Under current New York State law, undocumented New Yorkers, (those residing in the U.S. without the federal government’s permission), are ineligible for most state-funded means-tested public benefits, such as Medicaid and Safety Net Assistance. Articles XVII and I of the New York State Constitution nonetheless create a state mandate to provide for the eligible “needy” and ensure equal protection under the law, respectively. This article proposes that, under these state constitutional provisions, financially eligible undocumented residents of New York State possess an affirmative right to receive state-funded public benefits. Policy arguments against this entitlement are unfounded and barriers to enforcement of the right of undocumented New Yorkers to access state benefits are born of politics, not of the law.
New(ish) Article: Eleanor Marie Lawrence Brown, An Alternative View of Immigrant Exceptionalism, Particularly As It Relates to Black: A Response to Chua and Rubenfeld, 103 Calif. L. Rev. 989 (2015). Abstract below:
The contrast between Amy Chua and Jed Rubenfeld’s The Triple Package (Chua & Rubenfeld 2.0) and Chua’s previous work, World on Fire (Chua 1.0), is striking. Chua & Rubenfeld 2.0 contends that particular ethnic and religious groups are spectacularly successful in the United States because of a “triple package” of traits that are largely cultural; however, there is nary a word in Chua & Rubenfeld 2.0 about the role that law might play in contributing to wealth acquisition among the subject groups. In contrast, Chua 1.0 clearly acknowledges the role of law through “law-in-culture” when accounting for the wealth of those whom Chua calls “market- dominant minorities.” “Law-in-culture” consists of binding rules, such as default contract terms, that often underlie market relations in perilous “third world” environments. While these rules are not enforceable by the state, they are powerful because those who ignore them risk ostracism by their co-ethnics, with whom they often contract.
Perhaps because Chua & Rubenfeld 2.0 focuses on particular ethnic groups within the United States—a country that epitomizes the protection of property and contract rights—it overlooks the potential role of “law-in-culture” in accounting for wealth acquisition of particular groups. This oversight is significant. Many of the subject ethnic groups had contracting advantages underwritten by “law-in- culture” in their countries of origin.
I am particularly concerned about the absence of a discussion of institutions—whether underwritten by “law” or “law-in-culture”— when Chua & Rubenfeld 2.0 discusses Black people. A case in question is Nigerian Americans. Given their focus on Nigerian American economic success, a comparison to African American economic success (or lack thereof) is foreseeable. The question is inevitable: if Nigerian immigrants do so well in the United States, what does this say about the continuing scholarly emphasis on institutional (as opposed to cultural) impediments to native Black, that is, African American economic success?
Chua & Rubenfeld 2.0 acknowledges institutional impediments to African American success, but they say very little about institutional advantages that Nigerian Americans may have. In fairness to Chua and Rubenfeld, they are likely constrained by the dearth of scholarship on the pre- and post-migration trajectories of Nigerian Americans, who are largely recent migrants. Thus, to explore the potential relevance of institutional factors, I consider the original Black “triple package” group for which much more scholarship is available, West Indians. I contend that institutional background matters. For example, even the earliest turn-of-the-century Black West Indian migrants gained exposure to an institutional context for wealth acquisition through the extension of property and contract rights to slaves and their descendants in the West Indies. This stands in stark contrast to the institutional context that generally existed for African Americans, not only during slavery, but also in the pre-civil rights southern United States.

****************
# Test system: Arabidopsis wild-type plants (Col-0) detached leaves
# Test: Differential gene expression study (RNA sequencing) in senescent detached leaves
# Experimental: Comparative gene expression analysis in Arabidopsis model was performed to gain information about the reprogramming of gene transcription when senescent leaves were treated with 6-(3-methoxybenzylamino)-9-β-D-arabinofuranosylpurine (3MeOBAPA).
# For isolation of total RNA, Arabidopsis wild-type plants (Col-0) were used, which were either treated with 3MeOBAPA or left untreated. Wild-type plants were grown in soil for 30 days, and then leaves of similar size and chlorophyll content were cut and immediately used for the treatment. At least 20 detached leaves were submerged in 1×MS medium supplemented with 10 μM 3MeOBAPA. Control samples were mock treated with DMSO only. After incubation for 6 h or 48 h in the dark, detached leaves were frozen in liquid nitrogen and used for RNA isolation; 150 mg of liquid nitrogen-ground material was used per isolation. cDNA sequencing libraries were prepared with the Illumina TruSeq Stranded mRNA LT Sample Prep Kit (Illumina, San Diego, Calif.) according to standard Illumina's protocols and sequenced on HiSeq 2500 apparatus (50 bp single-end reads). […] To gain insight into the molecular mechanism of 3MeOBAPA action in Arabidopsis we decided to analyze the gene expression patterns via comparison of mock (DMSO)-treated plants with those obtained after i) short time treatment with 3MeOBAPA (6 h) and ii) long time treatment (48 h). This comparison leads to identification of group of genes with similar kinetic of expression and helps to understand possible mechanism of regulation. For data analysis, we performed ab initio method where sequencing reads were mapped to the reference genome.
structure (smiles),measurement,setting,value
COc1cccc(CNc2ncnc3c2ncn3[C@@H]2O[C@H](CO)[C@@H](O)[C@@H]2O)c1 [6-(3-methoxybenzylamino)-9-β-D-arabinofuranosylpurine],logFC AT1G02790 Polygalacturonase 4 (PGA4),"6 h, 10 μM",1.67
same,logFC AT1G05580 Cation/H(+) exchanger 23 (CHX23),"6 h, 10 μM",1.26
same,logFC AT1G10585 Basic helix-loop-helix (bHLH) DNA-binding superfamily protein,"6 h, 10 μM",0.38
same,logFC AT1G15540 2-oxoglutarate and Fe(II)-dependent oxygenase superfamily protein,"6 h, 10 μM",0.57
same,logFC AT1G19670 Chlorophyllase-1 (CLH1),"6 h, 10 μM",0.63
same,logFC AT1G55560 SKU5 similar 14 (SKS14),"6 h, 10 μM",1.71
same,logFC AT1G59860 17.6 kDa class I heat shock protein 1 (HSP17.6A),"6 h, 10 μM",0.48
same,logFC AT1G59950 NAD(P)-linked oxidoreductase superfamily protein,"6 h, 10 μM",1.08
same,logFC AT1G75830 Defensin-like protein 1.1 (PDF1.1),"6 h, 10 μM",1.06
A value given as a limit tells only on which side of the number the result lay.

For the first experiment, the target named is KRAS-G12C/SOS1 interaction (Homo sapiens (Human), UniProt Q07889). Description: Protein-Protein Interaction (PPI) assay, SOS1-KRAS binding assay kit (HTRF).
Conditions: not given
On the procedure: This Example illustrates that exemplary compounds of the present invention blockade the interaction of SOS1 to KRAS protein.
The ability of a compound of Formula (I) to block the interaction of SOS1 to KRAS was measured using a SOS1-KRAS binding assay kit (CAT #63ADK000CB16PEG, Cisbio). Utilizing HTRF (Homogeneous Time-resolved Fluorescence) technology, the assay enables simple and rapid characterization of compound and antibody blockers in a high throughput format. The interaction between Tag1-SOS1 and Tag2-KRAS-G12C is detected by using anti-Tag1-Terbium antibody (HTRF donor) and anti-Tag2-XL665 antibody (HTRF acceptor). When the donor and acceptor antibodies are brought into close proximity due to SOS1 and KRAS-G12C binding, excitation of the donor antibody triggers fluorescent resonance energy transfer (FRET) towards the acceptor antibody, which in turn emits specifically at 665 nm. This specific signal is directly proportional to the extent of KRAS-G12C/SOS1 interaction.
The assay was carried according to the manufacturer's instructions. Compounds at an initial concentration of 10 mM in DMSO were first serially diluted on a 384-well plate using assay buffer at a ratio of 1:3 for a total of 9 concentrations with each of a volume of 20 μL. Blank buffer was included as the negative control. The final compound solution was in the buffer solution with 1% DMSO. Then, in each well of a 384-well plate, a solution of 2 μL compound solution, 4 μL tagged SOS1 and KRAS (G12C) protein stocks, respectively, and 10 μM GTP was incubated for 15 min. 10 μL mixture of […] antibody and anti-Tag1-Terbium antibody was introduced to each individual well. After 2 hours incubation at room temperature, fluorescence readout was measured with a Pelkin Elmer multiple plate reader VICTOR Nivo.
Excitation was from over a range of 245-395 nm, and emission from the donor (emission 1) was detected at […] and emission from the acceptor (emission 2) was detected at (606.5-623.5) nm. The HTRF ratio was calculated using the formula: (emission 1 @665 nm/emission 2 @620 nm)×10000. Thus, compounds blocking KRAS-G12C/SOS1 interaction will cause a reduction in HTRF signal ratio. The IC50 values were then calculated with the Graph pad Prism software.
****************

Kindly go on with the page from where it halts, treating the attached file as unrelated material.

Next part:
Thus, despite the historical sociological focus on West Indian American success, I question the notion that West Indian Americans are necessarily a useful comparative sample to African Americans simply because they are Black—particularly given the historical disparity between West Indian Americans and African Americans in accessing institutions for wealth creation. The question then becomes if the same might be true of Nigerian Americans.
Upcoming Conference: “Housing Not Handcuffs: National Forum on the Human Right to Housing” organized by the National Law Center on Homelessness and Poverty, June 6-7, 2017.
News Coverage: NPR, “Section 8 Vouchers Help The Poor — But Only If Housing Is Available,” May 10, 2017.
For those interested in JD Vance’s book or in reactions to the book, Lisa Pruitt’s blog post about the reactions can be found here.
The only real question is whether Republicans (elected officials and those who elected them) care more about this country than they do about pushing through regressive, self-interested, policies. If this does not inspire Republicans to finally investigate and focus on Trump’s issues, it will wipe away the veneer that the Republican Party is based on certain ideas about how to make the country better (even if I disagree with many of those ideas) and reveal fully that the party is interested solely in power and nothing more.